In MBDTF, we get both the putting-on-an-act-but-we-can-see-right-through-it Kanye and the honest and heartfelt Kanye. He puts on an act in tracks like "Gorgeous" and "Monster," where he seems to relish the villain role that his controversial comments on George Bush and his much-mocked interruption of Taylor Swift have cast him as. But as much as he would like us to believe he's thick-skinned, it's obvious he's not - his dig at the South Park writers who mocked him is funny ("choke a South Park writer with a fish stick / dick," but you can tell it really rankles). When he lets down his guard, it's devastating. He tears the entire hip-hop scene apart in "So Appalled," criticizing the "champagne wishes, thirty white bitches" scene for being "fuckin' ridiculous" while people are "going through real shit man - they outta work." It's backed by legitimately creepy electronic sounds.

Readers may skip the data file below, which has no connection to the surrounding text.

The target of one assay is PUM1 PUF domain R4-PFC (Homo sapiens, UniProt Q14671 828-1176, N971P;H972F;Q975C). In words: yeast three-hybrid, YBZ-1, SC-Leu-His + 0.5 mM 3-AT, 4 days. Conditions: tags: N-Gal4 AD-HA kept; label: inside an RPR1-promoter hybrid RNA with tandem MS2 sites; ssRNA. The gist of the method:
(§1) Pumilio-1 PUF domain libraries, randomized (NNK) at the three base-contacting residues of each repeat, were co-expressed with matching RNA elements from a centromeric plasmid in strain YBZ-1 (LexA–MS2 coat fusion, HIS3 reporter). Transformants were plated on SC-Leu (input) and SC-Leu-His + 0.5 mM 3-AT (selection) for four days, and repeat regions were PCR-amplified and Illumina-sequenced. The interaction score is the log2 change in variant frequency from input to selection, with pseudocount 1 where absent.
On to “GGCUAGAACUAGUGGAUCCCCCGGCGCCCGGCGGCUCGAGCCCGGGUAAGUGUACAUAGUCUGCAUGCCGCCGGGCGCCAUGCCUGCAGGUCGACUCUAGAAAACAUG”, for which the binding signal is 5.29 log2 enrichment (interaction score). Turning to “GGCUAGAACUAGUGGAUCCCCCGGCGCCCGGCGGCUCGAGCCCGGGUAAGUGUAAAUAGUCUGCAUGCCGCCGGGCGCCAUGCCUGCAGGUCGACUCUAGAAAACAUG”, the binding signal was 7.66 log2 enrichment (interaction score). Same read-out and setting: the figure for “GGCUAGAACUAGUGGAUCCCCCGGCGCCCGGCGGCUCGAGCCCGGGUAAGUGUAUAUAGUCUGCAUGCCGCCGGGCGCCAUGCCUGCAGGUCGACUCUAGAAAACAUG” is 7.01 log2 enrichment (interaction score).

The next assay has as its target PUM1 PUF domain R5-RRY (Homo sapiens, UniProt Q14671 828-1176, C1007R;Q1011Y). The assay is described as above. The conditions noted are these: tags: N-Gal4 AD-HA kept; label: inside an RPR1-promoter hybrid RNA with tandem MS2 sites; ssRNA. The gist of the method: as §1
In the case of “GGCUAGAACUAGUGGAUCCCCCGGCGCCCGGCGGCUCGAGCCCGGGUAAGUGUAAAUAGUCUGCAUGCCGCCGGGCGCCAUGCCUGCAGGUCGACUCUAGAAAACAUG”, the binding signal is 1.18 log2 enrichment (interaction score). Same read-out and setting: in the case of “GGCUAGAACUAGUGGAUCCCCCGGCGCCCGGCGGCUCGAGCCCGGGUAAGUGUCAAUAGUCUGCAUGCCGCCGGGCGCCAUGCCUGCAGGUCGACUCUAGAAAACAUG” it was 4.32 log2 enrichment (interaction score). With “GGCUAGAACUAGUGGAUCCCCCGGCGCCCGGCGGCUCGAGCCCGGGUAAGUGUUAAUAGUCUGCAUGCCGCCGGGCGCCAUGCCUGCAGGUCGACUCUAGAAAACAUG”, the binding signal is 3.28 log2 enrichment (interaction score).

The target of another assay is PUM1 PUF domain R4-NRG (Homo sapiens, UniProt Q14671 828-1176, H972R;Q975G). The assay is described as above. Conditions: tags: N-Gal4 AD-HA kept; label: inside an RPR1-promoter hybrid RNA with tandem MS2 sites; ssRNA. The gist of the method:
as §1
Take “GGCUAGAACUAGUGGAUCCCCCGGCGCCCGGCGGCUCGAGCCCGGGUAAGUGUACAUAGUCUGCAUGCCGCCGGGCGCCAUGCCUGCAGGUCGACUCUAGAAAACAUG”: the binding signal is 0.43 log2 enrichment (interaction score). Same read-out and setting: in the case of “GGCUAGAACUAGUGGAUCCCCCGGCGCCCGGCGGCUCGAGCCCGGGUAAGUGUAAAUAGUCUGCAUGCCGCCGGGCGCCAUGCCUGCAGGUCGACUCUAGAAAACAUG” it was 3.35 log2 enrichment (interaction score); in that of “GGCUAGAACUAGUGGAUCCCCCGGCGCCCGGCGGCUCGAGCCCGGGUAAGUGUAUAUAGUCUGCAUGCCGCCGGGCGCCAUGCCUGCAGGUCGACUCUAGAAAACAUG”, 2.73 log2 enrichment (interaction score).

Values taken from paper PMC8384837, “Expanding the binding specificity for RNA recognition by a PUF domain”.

Then there's "Runaway," which is both wrapped into one. I thought "Jesus Walks" was the most important song made in the last ten years, but now it might not even be his best track. "Runaway" hits on all levels - the spare, haunting piano, the relentless beat, Kanye lyrically just opening a vein about his own insecurities ("I always find something wrong / You've been putting up with this shit just way too long / I'm so gifted at finding what I dislike the most"), and finally embracing his villain status ("Let's have a toast for the douchebags") and ultimately pushing away those who care about him, advising "I got a plan / run away as fast as you can." It's heartbreaking, and it would be painful to listen to if it wasn't so fucking beautiful; the denouement is him singing the melody so distorted through a vocoder that it's indecipherable. It's braggadocio and vulnerability swaddled in psychedelia and a beat, and it stretches for nine minutes. Honestly, it's so good I could write about it for ten times that long.